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wanderer

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Stupid Questions :o
« on: March 19, 2013, 12:05:12 PM »
I think a topic like this is necessary, so amateurs like me won't spam other topics or slow down the great work experts here are doing. 

So every "stupid" :o question should be asked here:

I'm starting:

When does melt season normally kick in?
Tomorrow is  March Equinox  http://www.timeanddate.com/calendar/march-equinox.html   
- is this the official beginning of melt season 2013?

Neven

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Re: Stupid Questions :o
« Reply #1 on: March 19, 2013, 01:28:16 PM »
Welcome, wanderer. I'm an expert in (asking) stupid questions.

I don't know about an official definition, but for me the melting season starts as soon as total sea ice area/extent has reached a maximum, in other words when the trend lines on these graphs peak. During the first subsequent weeks area and extent decrease is slow, but in May the melting season starts in earnest, switching to high gears in June, July and the first half of August.

Mind you, it's good to remember that a large part of the ice pack continues to thicken for several weeks after the area/extent maximum was reached. That's because ice may melt at the edges because of the arrival of the Sun, but the further you go towards the North Pole the longer it takes for the Sun to start shining there every day to cause more melting than the ice can thicken.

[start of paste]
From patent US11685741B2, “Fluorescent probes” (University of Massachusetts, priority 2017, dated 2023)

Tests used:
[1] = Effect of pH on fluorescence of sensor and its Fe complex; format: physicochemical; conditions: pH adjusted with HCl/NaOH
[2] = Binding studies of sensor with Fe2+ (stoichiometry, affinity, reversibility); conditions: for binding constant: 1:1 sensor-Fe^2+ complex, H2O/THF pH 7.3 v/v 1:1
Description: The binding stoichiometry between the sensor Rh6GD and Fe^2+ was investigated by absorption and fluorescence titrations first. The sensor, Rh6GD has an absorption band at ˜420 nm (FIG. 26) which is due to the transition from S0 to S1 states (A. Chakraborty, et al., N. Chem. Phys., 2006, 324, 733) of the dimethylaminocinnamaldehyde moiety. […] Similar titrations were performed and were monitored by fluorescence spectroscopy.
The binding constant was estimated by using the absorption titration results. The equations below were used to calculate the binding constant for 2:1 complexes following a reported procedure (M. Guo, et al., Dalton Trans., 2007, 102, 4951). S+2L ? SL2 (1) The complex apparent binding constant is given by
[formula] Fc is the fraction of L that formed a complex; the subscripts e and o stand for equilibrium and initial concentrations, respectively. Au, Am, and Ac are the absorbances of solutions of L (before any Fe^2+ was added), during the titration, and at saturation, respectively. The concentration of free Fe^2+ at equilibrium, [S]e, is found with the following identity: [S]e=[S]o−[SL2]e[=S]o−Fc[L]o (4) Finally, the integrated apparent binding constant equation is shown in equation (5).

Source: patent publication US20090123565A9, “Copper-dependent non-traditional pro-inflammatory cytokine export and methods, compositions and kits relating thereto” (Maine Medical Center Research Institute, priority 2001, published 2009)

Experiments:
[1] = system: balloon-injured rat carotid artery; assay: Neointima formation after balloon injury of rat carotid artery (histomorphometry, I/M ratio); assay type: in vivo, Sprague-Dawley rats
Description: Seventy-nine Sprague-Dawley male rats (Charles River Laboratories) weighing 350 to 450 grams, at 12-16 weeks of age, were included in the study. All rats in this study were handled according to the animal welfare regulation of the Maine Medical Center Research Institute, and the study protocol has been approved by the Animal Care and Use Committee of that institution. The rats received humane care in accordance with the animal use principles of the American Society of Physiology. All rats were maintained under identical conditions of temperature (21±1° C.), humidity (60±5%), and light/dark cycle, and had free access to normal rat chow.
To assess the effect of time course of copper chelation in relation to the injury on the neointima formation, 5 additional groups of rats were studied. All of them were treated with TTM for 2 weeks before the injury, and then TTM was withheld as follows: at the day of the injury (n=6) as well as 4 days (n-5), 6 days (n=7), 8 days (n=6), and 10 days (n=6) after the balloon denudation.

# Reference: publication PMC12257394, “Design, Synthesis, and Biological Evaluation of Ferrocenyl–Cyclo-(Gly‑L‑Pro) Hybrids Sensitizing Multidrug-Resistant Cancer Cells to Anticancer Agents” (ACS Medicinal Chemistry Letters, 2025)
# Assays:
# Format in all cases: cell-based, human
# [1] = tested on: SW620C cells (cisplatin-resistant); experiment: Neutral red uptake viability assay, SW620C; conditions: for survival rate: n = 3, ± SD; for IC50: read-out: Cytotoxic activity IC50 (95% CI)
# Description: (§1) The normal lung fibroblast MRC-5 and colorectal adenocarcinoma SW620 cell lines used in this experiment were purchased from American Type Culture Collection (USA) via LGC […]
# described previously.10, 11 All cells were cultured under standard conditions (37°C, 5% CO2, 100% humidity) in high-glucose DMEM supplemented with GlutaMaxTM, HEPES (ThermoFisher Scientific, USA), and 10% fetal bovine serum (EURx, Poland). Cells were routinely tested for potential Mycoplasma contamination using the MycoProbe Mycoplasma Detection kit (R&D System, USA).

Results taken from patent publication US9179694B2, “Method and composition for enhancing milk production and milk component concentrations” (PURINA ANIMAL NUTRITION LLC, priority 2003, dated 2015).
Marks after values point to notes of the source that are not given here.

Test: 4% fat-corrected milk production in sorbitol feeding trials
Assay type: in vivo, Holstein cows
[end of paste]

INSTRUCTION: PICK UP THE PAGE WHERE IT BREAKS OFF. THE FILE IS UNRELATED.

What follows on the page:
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OldLeatherneck

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Re: Stupid Questions :o
« Reply #2 on: March 19, 2013, 05:19:32 PM »
On more than one occasion, I've seen so-called "Stupid" questions cause the "Briliant" people to identify solutions to critical problems.  In almost every "Brainstorming" session that I ever facilitated, it was "Off-the-Wall" or "Out-of-the-Box" ideas and/or comments that led to concrete proposals or solutions.
"Share Your Knowledge.  It's a Way to Achieve Immortality."  ......the Dalai Lama

Shared Humanity

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Re: Stupid Questions :o
« Reply #3 on: March 19, 2013, 06:23:12 PM »
OLN.....Absolutely agree. I have been facilitating problem solving groups for nearly 15 years in manufacturing. We always want several pairs of "fresh eyes" on the teams. These are people that know nothing about the process.

ChrisReynolds

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Re: Stupid Questions :o
« Reply #4 on: March 19, 2013, 06:25:31 PM »
Wanderer,